By Edgar Meza | –
( Clean Energy Wire ) – Researchers at the German Aerospace Center (DLR) have for the first time determined how much of Germany’s forests have been lost due to heat, drought and pest infestation using satellite-based Earth observation data. The results are alarming: From January 2018 through April 2021, tree losses were recorded on around 501,000 hectares in Germany. The loss corresponds to almost 5 percent of the country’s entire forest area — considerably higher than previously assumed.
The researchers detected large-scale losses in the forest stand and identified drastic damage, such as completely dead stands. The damage is visible in large areas of coniferous forests throughout central Germany. The western state of North Rhine-Westphalia alone lost more than a quarter of its spruce forests within three years, and in some districts it was even more than two-thirds. “Our analyses show that oak, beech and pine — the most common tree species in Germany alongside spruce — are also showing severe damage. The same applies to rarer species such as sycamore or larch,” said Frank Thonfeld of the DLR’s Earth Observation Center. Government reports on the condition of Germany’s forests have shown that they have been steadily deteriorating for a long time, he added. “But the damage over the past few years is unprecedented.”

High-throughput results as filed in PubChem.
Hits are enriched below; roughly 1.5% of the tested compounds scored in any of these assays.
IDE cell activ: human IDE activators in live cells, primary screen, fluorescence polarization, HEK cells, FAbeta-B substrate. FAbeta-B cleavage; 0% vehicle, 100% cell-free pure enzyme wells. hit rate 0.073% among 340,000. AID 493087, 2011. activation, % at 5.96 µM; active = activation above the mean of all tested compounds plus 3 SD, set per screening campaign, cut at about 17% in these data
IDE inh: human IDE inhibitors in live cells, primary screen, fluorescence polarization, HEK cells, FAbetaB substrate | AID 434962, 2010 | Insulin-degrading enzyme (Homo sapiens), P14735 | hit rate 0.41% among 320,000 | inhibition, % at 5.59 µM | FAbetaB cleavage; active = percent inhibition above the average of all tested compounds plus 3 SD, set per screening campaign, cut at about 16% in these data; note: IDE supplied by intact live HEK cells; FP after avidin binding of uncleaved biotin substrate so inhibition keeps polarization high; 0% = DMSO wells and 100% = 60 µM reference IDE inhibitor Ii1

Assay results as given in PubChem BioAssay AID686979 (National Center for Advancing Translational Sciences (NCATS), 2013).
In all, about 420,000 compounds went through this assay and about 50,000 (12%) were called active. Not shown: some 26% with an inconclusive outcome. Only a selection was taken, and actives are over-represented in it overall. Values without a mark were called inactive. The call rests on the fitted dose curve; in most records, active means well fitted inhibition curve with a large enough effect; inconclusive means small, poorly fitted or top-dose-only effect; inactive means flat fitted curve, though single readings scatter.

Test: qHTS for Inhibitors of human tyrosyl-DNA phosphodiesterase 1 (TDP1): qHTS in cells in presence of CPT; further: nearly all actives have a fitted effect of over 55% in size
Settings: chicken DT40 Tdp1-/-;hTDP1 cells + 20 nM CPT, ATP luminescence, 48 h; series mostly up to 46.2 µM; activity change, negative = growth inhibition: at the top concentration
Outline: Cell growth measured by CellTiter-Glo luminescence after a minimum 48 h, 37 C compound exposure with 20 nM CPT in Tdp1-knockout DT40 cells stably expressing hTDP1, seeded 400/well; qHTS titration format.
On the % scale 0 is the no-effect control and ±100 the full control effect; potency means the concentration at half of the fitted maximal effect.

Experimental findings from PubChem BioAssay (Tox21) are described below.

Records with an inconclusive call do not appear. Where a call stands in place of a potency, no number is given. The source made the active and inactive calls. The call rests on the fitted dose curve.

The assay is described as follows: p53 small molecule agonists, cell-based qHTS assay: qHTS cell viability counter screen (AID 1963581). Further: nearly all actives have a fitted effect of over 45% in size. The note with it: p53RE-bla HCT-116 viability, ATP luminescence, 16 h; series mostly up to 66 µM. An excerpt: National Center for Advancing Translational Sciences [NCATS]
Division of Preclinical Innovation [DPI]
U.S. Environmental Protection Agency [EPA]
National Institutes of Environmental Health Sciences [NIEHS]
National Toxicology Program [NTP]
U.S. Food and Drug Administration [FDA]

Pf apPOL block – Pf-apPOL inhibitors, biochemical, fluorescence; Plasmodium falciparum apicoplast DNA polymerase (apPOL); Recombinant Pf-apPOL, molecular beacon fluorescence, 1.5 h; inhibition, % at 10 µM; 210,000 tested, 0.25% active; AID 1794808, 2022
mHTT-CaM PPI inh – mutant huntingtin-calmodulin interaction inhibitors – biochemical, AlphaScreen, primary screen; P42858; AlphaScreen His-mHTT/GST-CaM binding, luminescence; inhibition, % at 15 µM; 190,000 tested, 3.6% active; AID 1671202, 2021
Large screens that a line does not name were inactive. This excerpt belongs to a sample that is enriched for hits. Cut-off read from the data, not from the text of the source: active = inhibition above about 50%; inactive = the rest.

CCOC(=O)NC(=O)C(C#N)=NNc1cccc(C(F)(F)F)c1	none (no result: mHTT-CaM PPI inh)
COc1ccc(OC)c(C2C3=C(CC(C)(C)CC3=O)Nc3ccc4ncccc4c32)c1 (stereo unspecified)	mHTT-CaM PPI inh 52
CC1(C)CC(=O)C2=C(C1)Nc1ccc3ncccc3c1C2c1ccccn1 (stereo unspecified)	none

Commenting on the findings, Jörg-Andreas Krüger, head of the Nature and Biodiversity Conservation Union (NABU), called for the rapid implementation of planned measures for near-natural forests, including forest conversion and the rewarding of ecosystem services by forest owners. “Drought summers, an overly one-sided focus on timber harvesting, pest infestations and storms have resulted in a forest crisis of unprecedented proportions.” While forests are facing irreversible damage, pressure to continue their exploitation – such as burning wood for energy – is increasing, he warned.
The state of Germany’s forests has been a cause for concern for several years and was fuelled by two execeptionally hot and dry summers in 2018 and 2019 that inflicted great damage on woodlands. As part of its Forest Strategy 2050, Germany’s agricultural ministry (BMEL) is seeking to make the country’s forests more adaptable to global warming so that they continue to help balance the country’s CO2 emissions.